Saturday, February 04, 2017

Listening to Prestige 240: Red Garland

Red Garland's playing is always spot on, and his song selection is always the most interesting. Here he starts out with the traditional children's song "Billy Boy," and it's more than just a gimmick. He makes a six and a half minute improvisation out of a tune that turns out to have been a pretty good choice.

Remember that fadlet among super-hip beboppers to include snatches of nursery rhymes in their solos, either sung or played? This isn't that. Garland treats "Billy Boy" as a tune worth his attention. He cuts out the jingly aspect of the melody when he plays the head, but the melody is still there, and it forms the basis for his improvisation. Actually, Paul
Chambers, in his bowed solo, stays closer to the melody, and that really is kinda cool. "Billy Boy" may not have the sophistiicated chord changes of a GASB pop tune, but then, neither do the blues.

"It Could Happen to You" is one of those sophisticated pop tunes, this time by Jimmy Van Heusen, and it's the first of three tunes that Garland and Chambers also recorded with Miles Davis during the Contractual Marathon. Interesting that he chose to do three in a row of tunes closely associated with Miles, but they're tunes he apparently wasn't quite finished with. Every Red Garland Trio number is to some extent a showcase for Paul Chambers, and this one (in this case a plucked solo) is no exception.

The log lists this as a quartet session, but actually it's only a quartet--rounded out by Kenny Burrell-- for the other two Miles covers, "Four" and "Walkin'." "Four" is by Miles, and one of my favorites among his compositions. The interplay between Garland and Chambers and Burrell is so perfectly realized that you almost can't tell where one left off and another one started, in spite of the tonal and stylistic differences between them. And one has to give a few kudos to Rudy Van Gelder for the balance.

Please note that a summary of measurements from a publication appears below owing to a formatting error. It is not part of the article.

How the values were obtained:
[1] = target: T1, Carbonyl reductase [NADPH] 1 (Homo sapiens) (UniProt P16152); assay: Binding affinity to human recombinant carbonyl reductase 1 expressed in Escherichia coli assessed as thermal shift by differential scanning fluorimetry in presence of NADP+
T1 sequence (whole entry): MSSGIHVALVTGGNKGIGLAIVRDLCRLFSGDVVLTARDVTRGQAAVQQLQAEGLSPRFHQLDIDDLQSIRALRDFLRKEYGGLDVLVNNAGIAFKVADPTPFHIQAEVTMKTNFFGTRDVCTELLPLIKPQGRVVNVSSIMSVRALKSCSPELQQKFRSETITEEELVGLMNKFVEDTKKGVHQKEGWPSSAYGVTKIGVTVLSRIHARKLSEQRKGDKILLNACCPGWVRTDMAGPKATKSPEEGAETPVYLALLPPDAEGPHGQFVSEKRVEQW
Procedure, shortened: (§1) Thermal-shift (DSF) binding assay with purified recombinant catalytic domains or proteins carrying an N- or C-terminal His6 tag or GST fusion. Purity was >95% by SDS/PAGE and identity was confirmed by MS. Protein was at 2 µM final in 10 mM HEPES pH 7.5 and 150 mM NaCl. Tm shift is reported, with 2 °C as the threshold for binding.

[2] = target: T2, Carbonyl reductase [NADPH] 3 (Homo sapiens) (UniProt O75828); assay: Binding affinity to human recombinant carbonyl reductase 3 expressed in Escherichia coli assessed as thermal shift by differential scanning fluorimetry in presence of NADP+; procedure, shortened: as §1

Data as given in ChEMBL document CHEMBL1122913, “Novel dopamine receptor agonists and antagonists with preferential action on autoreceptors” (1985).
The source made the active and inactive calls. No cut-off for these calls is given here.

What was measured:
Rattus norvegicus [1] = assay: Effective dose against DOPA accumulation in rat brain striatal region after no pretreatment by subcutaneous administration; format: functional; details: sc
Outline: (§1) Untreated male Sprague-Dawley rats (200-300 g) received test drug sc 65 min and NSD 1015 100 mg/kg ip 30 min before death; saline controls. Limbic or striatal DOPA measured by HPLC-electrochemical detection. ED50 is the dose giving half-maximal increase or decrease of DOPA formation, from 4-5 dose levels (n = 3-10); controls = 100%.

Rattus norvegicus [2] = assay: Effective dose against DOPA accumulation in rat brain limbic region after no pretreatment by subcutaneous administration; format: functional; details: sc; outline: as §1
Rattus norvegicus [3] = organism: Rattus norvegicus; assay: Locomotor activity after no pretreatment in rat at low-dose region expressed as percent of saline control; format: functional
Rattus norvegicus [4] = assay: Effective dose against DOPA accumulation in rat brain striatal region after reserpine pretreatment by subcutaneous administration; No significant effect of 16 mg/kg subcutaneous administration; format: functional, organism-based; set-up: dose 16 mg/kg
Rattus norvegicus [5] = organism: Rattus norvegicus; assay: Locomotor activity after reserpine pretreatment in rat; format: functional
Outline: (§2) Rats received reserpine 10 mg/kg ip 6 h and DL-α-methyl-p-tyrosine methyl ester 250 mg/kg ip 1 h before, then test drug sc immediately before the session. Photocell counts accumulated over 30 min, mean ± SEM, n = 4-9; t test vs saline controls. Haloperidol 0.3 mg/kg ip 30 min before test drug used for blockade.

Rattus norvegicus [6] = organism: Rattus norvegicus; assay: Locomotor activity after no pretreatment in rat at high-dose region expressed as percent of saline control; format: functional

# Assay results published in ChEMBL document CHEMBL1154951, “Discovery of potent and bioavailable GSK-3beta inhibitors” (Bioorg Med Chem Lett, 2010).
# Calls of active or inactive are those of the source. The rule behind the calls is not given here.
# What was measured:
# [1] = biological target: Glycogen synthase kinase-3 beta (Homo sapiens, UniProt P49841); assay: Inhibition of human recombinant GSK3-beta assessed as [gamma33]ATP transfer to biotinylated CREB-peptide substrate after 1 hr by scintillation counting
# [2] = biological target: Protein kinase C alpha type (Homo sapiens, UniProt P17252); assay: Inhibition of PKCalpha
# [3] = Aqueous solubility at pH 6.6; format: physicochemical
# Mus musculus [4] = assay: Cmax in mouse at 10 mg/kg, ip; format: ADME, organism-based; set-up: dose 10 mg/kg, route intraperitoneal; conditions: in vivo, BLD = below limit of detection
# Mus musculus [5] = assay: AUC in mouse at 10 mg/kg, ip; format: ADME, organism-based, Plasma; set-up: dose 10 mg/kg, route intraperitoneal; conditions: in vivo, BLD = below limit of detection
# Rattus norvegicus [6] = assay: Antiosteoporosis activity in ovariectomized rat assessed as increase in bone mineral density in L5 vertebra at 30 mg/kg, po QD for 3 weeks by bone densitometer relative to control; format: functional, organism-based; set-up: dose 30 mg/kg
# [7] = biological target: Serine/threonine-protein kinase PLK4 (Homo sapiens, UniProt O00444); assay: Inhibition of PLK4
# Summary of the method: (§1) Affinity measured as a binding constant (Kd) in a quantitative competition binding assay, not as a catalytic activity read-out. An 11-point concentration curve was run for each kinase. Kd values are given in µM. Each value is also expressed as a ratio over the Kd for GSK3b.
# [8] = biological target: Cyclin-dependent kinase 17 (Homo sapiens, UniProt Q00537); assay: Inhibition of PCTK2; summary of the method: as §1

Composer credit for "Walkin'" is given to Richard Carpenter--the bad Richard Carpenter, one of the most egregious thieves of other people's music in American history. The tune was almost certainly written by Jimmy Mundy, and I've written about it before. Again, it's a textbook demonstration of three great soloists working together in a group without horns, and features some especially tasty work by Burrell.

Then back to the trio again, for an Irving Berlin number, "You Keep Coming Back Like a Song," that
hasn't been widely recorded even though it was nominated for an Academy Award back when "Best Song" Oscars really meant something. Dinah Shore, Jo Stafford, Bing Crosby and Ella Fitzgerald have the best known versions, and if there are any other jazz instrumentals, I haven't found them, which is odd, because the melody is the best part of the song. Here Garland really takes center stage, in a stately and moody version.

"Everybody's Somebody's Fool" is, fortunately, not the Connie Francis hit. It's a really nice bluesy ballad originally recorded by Little Jimmy Scott in 1949 and re-recorded by him with Lionel Hampton in 1950. Both versions are beautiful. Lavern Baker and Michael Jackson, among others, have also recorded it, and Red
Garland has such a feeling for this sort of R&B-tinged blues. I love the song, and I love his reading of it.

The day wrapped up in a most satisfactory way, with Red's version of a five o'clock blues, "Hey Now!" which was combined on a 45 with "Billy Boy." The album was called Red Garland Revisited!, and the question of trio or quartet is nimbly avoided, as Red's name takes top billing, with the other three tucked under. The label on the record itself just credits Red.


 Order Listening to Prestige, Vol. 1 here.

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